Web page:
Josh Helm – beekeeper & restaurateur
Josh Helm and Tom Hishon are leaders in an exciting new generation of Auckland restaurateurs. They take eating locally and ethically to a whole new level at Orphans Kitchen, which is partly the reason they attracted so much attention in the recent Metro Peugeot Restaurant of the Year Awards.
Dumping his carry-on luggage to lug 20kg of bull kelp back from a wild South Island beach to Ponsonby Road for their Root to Petal vegetarian month is just the kind of thing that won Tom Chef of the Year in the awards.
Tending their own beehives on the building’s roof, foraging around the local neighbourhood and supporting the Kelmarna organic community gardens would all have counted towards the whole Orphans Kitchen ‘family’ attracting the runner-up position in the Supreme Award for Restaurant of the Year.
When he’s not up on the roof, Josh – co-owner with Tom – seamlessly manages front of house and the restaurant’s beguiling wine offering. He provided us with some perfectly succinct answers to our questions on how it all came about, and where they want to take it.
Was it always your dream to own your own restaurant?
No I wanted to be an accountant, believe it or not. But after university I was certain I didn’t want to be an accountant anymore so went on my OE and after a lot of soul searching, I knew I wanted to do something with wine …
How did the idea of Orphans Kitchen come about?
The idea came about over many a long black and vino with my mate Tom Hishon. After we told too many friends and family what we intended to do, we felt the pressure to actually walk the walk and not talk the talk.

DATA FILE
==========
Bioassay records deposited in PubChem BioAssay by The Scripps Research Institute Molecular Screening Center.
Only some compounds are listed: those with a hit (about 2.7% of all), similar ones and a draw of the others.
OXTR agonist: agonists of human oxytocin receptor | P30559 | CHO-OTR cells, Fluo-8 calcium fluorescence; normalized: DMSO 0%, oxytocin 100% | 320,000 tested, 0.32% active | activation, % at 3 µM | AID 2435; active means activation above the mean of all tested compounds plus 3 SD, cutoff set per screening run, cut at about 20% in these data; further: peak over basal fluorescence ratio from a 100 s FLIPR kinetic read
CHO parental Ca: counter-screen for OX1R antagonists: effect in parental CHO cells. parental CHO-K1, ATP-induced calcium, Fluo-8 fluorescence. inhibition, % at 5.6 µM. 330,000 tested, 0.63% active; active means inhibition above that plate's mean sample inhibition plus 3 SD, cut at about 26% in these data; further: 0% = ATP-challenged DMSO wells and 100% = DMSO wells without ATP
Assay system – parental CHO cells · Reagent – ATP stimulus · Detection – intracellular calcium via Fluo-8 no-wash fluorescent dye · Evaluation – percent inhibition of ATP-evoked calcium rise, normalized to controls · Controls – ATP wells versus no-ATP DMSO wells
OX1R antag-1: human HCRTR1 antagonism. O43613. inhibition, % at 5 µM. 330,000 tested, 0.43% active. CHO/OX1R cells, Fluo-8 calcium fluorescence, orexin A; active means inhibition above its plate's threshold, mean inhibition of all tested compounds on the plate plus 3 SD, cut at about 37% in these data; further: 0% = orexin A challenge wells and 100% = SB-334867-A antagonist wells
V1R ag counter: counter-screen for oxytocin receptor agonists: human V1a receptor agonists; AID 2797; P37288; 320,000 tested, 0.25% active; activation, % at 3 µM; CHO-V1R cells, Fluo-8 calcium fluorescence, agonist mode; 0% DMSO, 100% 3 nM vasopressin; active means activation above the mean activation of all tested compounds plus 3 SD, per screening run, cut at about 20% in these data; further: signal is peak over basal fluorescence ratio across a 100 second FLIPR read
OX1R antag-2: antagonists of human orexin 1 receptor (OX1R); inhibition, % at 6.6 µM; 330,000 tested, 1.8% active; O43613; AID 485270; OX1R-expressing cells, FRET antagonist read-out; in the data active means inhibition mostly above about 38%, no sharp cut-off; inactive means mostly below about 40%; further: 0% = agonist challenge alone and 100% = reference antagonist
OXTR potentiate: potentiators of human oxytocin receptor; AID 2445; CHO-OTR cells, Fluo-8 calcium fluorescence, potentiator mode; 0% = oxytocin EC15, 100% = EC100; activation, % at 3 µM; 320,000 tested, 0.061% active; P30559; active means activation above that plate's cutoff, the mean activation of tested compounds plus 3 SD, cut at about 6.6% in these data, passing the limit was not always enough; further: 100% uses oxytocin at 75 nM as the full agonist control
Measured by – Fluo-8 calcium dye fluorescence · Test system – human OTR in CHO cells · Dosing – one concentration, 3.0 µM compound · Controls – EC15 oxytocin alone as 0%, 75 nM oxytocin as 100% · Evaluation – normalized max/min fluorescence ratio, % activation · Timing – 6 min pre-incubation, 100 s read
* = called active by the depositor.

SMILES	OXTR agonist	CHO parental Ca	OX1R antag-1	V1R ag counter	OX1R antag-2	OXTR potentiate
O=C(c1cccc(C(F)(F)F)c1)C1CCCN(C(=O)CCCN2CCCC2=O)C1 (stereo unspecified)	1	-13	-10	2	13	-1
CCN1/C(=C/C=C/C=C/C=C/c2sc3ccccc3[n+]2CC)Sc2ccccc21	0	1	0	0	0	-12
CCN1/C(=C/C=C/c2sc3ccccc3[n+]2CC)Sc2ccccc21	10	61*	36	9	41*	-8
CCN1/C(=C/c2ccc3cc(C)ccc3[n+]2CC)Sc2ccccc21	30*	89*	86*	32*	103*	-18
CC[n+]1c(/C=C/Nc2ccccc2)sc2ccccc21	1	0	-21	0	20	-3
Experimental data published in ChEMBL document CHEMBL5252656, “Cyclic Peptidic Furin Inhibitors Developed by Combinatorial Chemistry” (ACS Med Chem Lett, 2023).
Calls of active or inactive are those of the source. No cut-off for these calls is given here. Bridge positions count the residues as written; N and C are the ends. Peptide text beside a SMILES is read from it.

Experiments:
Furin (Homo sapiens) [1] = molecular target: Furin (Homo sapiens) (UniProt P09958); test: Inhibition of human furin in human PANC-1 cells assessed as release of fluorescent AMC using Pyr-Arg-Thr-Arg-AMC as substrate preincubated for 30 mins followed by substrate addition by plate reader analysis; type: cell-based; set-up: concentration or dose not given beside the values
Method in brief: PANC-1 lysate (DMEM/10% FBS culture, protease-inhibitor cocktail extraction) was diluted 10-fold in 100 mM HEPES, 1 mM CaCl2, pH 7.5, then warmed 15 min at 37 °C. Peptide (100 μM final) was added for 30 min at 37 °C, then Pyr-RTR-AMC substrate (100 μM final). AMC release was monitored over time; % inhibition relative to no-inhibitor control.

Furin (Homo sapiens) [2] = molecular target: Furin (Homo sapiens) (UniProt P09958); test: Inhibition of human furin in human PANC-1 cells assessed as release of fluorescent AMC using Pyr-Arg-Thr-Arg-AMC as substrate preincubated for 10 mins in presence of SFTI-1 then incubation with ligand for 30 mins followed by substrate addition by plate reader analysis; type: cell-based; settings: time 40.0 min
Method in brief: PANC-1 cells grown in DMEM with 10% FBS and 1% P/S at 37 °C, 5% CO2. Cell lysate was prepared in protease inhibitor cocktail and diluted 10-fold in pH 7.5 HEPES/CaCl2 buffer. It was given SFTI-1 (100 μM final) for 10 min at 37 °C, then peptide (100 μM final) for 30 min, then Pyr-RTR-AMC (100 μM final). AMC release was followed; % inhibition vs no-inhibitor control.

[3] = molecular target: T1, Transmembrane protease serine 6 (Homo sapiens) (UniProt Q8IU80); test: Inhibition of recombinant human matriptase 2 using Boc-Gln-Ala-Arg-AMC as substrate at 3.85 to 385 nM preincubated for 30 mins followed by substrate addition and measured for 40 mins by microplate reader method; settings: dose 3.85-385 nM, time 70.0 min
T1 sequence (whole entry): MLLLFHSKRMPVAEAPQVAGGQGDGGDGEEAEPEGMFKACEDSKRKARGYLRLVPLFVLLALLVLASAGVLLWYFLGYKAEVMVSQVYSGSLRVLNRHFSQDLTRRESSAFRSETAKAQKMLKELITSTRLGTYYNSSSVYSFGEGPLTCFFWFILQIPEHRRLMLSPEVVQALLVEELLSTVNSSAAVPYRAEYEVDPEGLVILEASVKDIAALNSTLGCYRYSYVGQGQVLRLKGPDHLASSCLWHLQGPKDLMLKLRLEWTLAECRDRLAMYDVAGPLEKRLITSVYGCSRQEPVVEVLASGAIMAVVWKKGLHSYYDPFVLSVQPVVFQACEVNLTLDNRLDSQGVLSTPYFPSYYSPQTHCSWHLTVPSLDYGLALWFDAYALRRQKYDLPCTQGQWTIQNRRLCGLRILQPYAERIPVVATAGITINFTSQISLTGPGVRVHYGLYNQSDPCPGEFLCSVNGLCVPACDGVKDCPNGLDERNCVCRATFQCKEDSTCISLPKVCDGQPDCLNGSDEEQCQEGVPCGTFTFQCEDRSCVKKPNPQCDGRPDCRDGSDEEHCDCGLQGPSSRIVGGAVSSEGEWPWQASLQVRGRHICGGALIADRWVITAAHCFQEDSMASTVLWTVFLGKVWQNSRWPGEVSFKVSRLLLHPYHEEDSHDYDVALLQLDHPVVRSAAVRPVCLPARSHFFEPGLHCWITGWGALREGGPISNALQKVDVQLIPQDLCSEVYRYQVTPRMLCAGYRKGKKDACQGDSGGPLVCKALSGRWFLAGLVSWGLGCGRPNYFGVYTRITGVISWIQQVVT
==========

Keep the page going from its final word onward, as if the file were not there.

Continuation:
Describe Orphans Kitchen for us in one sentence.
Unadulterated food and naughty wines.
Tell us a bit about your recent Root to Petal project, and other initiatives you’re involved in.
It was a month focussed solely on vegetables. We gave them the same level of dignity that is so often bestowed on a prime meat cut. Of course the social and sustainable significance of how we eat hadn’t escaped us either. We hoped that diners were inspired to elevate the vegetable in their cooking at home too. We did an Orphans BBQ last Sunday at Kelmarna Gardens to help fundraise for these community gardens to stay open. If you haven’t been to Kelmarna, go and check it out – it’s an organic oasis in Ponsonby!
Running a restaurant is a tough job. What makes it all worthwhile?
Customer satisfaction. It’s also a great feeling knowing that you’re doing your bit to make Auckland a better city.
What constitutes a good wine list to you?
It must be interesting and different, and challenge the customer. Affordability is also thrown in for good measure.
What is your personal favourite food and wine match?
My favourite wine match is not with food but with an open fire in winter. There’s nothing better than sitting in front of a crackling fire with a great bottle of wine to contemplate life.
What is the restaurant’s signature dish and what is your perfect wine match for it?
We don’t have a signature dish; our food keeps evolving. If we had a signature dish we would be resting on our laurels.
Can we ask you to match a wine supplied by Planet Wine to a dish on your menu?
The Kanonkop Kadette Pinotage we have on goes with many things, but right now it goes down well with our potato dumpling dish. The dish comes with a seaweed, black garlic and mushroom broth, braised bull kelp, crispy bull kelp fronds, mushrooms and black Burgundy truffles.
We’ve also got their Terras Gauda O Rosal Albariño on our list.
Which are the most popular drinks in the restaurant at the moment?
Pinot noir and pinot gris, sadly. Come on people!
How did your relationship with Martin and Planet Wine begin?
I had the Kanonkop Pinotage at Apero on K Road. I’d worked a year in South Africa in the vineyards and fell in love with South African wines. This was the first decent South African wine I’d had back in New Zealand … The rest is history.
What is it that you appreciate about Planet Wine as a supplier?
Without blowing smoke up Martin’s arse, he is a great human being. It’s a bonus he sells farking good plonk.
Which wines/regions are currently under-represented in NZ (and could be an opportunity for Planet Wine)?
Natural wines. Interesting and different wine styles, like sous voile.